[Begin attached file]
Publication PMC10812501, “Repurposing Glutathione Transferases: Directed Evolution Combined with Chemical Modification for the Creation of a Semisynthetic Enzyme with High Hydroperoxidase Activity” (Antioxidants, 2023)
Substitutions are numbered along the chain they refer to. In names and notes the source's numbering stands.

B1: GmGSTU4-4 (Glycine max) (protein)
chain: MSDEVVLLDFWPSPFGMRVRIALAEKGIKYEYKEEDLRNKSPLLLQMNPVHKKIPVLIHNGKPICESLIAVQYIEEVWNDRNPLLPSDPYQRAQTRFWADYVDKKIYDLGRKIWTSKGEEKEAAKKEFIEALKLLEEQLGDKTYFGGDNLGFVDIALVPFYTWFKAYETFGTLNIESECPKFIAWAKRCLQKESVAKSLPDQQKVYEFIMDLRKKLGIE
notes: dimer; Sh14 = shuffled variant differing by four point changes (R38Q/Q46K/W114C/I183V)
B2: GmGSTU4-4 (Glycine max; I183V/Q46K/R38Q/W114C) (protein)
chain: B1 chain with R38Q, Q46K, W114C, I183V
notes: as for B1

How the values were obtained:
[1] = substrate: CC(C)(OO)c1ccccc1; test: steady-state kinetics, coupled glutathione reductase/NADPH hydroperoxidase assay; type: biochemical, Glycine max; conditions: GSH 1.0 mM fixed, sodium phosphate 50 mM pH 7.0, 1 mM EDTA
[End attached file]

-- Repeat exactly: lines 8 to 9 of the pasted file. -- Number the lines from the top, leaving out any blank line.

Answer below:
notes: as for B1

How the values were obtained: